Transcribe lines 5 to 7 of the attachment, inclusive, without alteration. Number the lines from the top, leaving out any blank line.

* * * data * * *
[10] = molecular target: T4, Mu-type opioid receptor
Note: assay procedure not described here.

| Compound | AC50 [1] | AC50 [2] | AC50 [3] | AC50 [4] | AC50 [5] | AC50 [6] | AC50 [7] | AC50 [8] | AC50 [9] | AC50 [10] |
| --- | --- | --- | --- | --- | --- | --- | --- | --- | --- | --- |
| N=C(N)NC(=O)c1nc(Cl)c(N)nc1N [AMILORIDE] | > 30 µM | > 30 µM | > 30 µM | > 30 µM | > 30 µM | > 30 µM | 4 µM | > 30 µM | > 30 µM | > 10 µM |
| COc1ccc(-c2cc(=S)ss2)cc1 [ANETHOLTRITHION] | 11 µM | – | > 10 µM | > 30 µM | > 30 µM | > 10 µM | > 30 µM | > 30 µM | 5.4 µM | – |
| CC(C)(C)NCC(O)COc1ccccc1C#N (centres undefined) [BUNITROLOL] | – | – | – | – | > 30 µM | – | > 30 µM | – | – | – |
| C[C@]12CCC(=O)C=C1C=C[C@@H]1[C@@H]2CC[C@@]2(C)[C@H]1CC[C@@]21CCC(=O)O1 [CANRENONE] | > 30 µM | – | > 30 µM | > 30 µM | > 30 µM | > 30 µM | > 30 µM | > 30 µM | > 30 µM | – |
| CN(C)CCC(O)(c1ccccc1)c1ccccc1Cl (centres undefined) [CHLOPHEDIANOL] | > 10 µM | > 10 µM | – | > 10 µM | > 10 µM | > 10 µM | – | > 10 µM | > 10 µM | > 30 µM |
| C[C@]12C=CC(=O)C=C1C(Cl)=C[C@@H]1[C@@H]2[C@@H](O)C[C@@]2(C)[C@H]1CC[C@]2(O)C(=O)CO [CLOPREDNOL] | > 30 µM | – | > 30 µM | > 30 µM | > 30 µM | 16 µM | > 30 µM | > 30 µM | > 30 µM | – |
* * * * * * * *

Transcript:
| N=C(N)NC(=O)c1nc(Cl)c(N)nc1N [AMILORIDE] | > 30 µM | > 30 µM | > 30 µM | > 30 µM | > 30 µM | > 30 µM | 4 µM | > 30 µM | > 30 µM | > 10 µM |
| COc1ccc(-c2cc(=S)ss2)cc1 [ANETHOLTRITHION] | 11 µM | – | > 10 µM | > 30 µM | > 30 µM | > 10 µM | > 30 µM | > 30 µM | 5.4 µM | – |
| CC(C)(C)NCC(O)COc1ccccc1C#N (centres undefined) [BUNITROLOL] | – | – | – | – | > 30 µM | – | > 30 µM | – | – | – |